True to his word, Councillor 1 called on Sunday. He unofficially informed me that the Department of Corrective Services had decided to pull out. They would make the announcement on Monday morning. We had a long chat. He had never had so many emails on one issue.
He asked if it had occurred to me that I had some pretty risky people walking past my house all the time. Yes, I had noticed that. He used to let properties for a living. “There’s this nomadic population. They come into the area with their kids, to be here while the partner’s in gaol. The rents are cheap and the housing is about as close as you can get to the gaol. Then the guy gets let out and he moves in with the family. They like it here and they stay.”
So, increasing numbers in the area report to the parole office. Over time, Corrective Services has increased staff and they need bigger premises. Now with the women’s gaol there’ll be even more parolees. And presumably there are and will be lots of kids with mums in the gaol. In the past I’ve read that most women in gaol have kids.
“My question is this,” said Councillor 1. “If the parole office is not acceptable next to the school, is it acceptable in this local government area? I mean the gaol is not in this council area.”
True, but it’s only just outside it. “But you said people move here to be near it.”
“Yes. But would they stay if the parole office was not here?” asked Councillor 1.
He may have a point. I’m even tempted by it. But I can’t pretend that moving our problems to another council area solves much.
My next-door neighbours grew up here. So did their parents and theirs. Some of their ancestors were traditional owners. The couple have often told me that 15 years ago, everyone in our town left their doors and cars safely unlocked. Another friend who first moved here at that time told me the same thing. But it’s changed. I check a few websites. The timing of the change coincided with the opening of the gaol. Without a sociological study, I don’t know if there’s a connection. Expansion of Sydney’s western fringe has been rampant over the same time. There were probably many factors.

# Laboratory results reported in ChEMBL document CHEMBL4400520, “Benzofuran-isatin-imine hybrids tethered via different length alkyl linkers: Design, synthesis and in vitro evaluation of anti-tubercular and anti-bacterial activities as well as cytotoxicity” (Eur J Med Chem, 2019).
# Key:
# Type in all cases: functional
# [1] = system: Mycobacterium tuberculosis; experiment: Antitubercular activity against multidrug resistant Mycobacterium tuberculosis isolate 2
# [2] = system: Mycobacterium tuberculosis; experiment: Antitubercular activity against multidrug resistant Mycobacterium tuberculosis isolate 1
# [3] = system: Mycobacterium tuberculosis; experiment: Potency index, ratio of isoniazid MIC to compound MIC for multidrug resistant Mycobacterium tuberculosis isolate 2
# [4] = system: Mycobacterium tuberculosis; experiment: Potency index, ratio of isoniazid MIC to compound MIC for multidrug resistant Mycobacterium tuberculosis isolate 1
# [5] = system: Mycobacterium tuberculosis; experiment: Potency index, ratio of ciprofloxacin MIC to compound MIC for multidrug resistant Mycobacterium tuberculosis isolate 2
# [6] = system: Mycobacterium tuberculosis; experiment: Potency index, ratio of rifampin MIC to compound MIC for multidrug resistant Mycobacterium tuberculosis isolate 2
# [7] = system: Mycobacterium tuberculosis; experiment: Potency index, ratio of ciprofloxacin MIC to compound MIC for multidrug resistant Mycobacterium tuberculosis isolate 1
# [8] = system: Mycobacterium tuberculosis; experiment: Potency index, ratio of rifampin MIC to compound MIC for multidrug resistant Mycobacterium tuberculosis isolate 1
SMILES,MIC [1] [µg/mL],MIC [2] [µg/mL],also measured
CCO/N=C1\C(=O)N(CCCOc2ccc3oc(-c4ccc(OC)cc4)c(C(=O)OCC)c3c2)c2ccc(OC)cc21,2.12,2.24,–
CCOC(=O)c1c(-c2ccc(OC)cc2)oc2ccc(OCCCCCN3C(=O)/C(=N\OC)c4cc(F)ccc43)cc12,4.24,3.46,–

On Monday, the Department of Corrective Services issued a short statement withdrawing its expression of interest in the building due to community concerns. I guess that we have the shock-jock to thank. I never thought I’d say that, but thank him I do. A new community group who exists to ‘keep watch’ on Council also had a role, but I don’t know the details.
Into the future, as population increases, competing interests and the decisions of what to site where, will become all the more difficult. For me, the take-home message is, wherever applied – even to shock-jocks, other council areas and ex-prisoners – the dichotomy of ‘us and them’ is false. There is no ‘them’.
“A gender-equal society would be one where the word ‘gender’ does not exist: where everyone can be themselves.”*
I’ve always been aware of gender conditioning and actively tried to combat any lingering prejudices or stereotypes in my own parenting, even down to encouraging dolls with my boys when they were little. It’s great to read people writing about gender issues they’re experiencing with their kids. For too long these subjects have been discouraged or silenced. I’d love to publish some more creative writing on this topic, especially if you are struggling with a child who actively tries to move away from gender normative preferences. A society where everyone can be themselves – thanks Gloria for those aspirational words.
* Gloria Steinem